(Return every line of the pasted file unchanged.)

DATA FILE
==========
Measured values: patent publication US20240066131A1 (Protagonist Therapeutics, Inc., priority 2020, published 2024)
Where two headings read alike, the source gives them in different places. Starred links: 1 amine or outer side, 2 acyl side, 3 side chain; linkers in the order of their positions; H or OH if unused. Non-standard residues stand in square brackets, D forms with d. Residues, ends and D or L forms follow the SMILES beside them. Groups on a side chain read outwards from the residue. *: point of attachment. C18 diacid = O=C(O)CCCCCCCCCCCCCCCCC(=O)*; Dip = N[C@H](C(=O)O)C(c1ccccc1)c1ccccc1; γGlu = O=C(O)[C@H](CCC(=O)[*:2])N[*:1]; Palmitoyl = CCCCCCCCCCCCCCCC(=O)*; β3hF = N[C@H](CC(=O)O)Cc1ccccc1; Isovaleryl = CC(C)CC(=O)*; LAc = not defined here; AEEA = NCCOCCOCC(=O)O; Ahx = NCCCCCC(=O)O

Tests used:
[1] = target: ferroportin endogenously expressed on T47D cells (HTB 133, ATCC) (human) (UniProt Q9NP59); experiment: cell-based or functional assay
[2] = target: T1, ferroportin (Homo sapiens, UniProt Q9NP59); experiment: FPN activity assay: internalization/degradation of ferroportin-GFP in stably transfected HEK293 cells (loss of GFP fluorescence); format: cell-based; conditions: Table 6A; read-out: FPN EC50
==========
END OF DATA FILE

Measured values: patent publication US20240066131A1 (Protagonist Therapeutics, Inc., priority 2020, published 2024)
Where two headings read alike, the source gives them in different places. Starred links: 1 amine or outer side, 2 acyl side, 3 side chain; linkers in the order of their positions; H or OH if unused. Non-standard residues stand in square brackets, D forms with d. Residues, ends and D or L forms follow the SMILES beside them. Groups on a side chain read outwards from the residue. *: point of attachment. C18 diacid = O=C(O)CCCCCCCCCCCCCCCCC(=O)*; Dip = N[C@H](C(=O)O)C(c1ccccc1)c1ccccc1; γGlu = O=C(O)[C@H](CCC(=O)[*:2])N[*:1]; Palmitoyl = CCCCCCCCCCCCCCCC(=O)*; β3hF = N[C@H](CC(=O)O)Cc1ccccc1; Isovaleryl = CC(C)CC(=O)*; LAc = not defined here; AEEA = NCCOCCOCC(=O)O; Ahx = NCCCCCC(=O)O

Tests used:
[1] = target: ferroportin endogenously expressed on T47D cells (HTB 133, ATCC) (human) (UniProt Q9NP59); experiment: cell-based or functional assay
[2] = target: T1, ferroportin (Homo sapiens, UniProt Q9NP59); experiment: FPN activity assay: internalization/degradation of ferroportin-GFP in stably transfected HEK293 cells (loss of GFP fluorescence); format: cell-based; conditions: Table 6A; read-out: FPN EC50